We need inclusive approach to counter threats of violent extremism – Security Analyst

Dr Baba Sayuti, Principal Analyst, National Counter Terrorism and Fusion Centre of the Ministry of National Security

Dr Baba Sayuti, Principal Analyst, National Counter Terrorism and Fusion Centre of the Ministry of National Security, says the threat of eminent terrorist attack on the country calls for an all-inclusive approach by all state actors to combat the threat.

Ghana, in recent times, faces looming threat from violent extremists following increased activities of terrorist groups in the Sahel and the West Africa sub region, especially its neighbouring countries — Burkina Faso and Mali.

Burkina Faso, for instance, is said to have accounted for 58 per cent of all terrorist attacks recorded in the Sahel Region in 2021.

Speaking at a National Commission for Civic Education (NCCE’s) dialogue on violent extremism prevention and containment in Ghana, in Accra, Dr Sayuti said threats of terrorist attack on the country had reached an alarming level, but the lack of collaboration among state agencies and institutions especially security agencies over the years had allowed terrorist groups to exploit such gaps to carry out their operations.

He said: “After 9/11, the world realised that there was a gap between state agencies in the area of collaboration because, if you look at the USA, despite their might and resources they were attacked. And why were they attacked? It is because the institutions were not working together.”

Dr Sayuti noted that the use of force or kinetic approach to combat violent extremism and terrorism had yielded no significant outcome, stressing the need for the adoption of a more tactful approach to curb the threat.

For instance, he noted that, despite the use of force by countries in the Sahel and West Africa sub region, terror groups continue to wield significant influence, dictating acquisitions, policies, and reactions within security sectors.

“Kinetic approach is not yielding expected outcome,” he said, adding that, “the national counter terrorism efforts will not achieve its ends without the support and participation of all stakeholders.”

Mrs Afua Lamptey, Deputy Programme Head, Conflict Management Programme, Faculty of Economic Affairs, Kofi Annan International Peacekeeping Centre, said arms proliferation in the sub region and Ghana in particular remained a major setback to the fight against violent extremism.

She said globally, it was estimated that about one billion firearms were in circulation.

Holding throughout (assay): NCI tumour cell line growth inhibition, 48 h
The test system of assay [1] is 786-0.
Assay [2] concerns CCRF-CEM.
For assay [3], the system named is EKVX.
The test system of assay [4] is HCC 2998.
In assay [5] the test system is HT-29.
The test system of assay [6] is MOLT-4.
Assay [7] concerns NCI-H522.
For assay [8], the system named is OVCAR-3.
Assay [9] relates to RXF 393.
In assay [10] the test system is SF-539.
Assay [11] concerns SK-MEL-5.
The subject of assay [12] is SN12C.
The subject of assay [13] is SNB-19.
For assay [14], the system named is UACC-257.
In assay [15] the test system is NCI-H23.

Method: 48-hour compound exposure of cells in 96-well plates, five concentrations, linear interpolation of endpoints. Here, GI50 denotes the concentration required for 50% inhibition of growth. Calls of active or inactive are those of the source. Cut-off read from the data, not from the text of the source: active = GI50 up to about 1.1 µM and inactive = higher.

In Ghana, statistics available indicate that some 2.3 million small arms and light weapons are in circulation nationwide, while there are about 200 local gun manufacturers currently operating in the country.

Mrs Lamptey stressed the need for national policies to be strengthened to check the source of these weapons.

“There is the need to improve stockpile management and reduce the further spread of terrorism and violent extremism to the littoral states of West Africa as well as reduce diversions and trafficking of weapons from government stockpiles,” she recommended.

Ms Kathleen Addy, Chairperson, NCCE said even though the threat of attack was in the northern and border areas of the country, the rest of the country was entirely not exempted from the threat.

She, therefore, stressed the need for the adoption of a multidimensional approach to reduce the threat, saying it was the best chance for the country.

“Indeed, the threat we face cannot be addressed in isolation as it forms part of a much bigger global network of dangerous non state actors determined to destabilize vulnerable States and seize control of natural resources as well as territories,” she emphasised.

Colonel Joseph Kelvin Merdiemah, Director, National Centre for Coordination and Early Warning Mechanism, stressed the need for timely dissemination of early warning alerts to inform citizens on measures to take.

The objective of the national dialogue was to engage all key stakeholders to build a strong coalition to prevent the spill over of violent extremist groups into Ghana.

It was also to provide an experience sharing platform to build synergies, share best practices and reduce duplication of activities.

It forms part of a series of activities the Commission has undertaken in its implementation of the Preventing and Containing Violent Extremism (PCVE) project, funded by the European Union Rapid Response team.

Source: GNA

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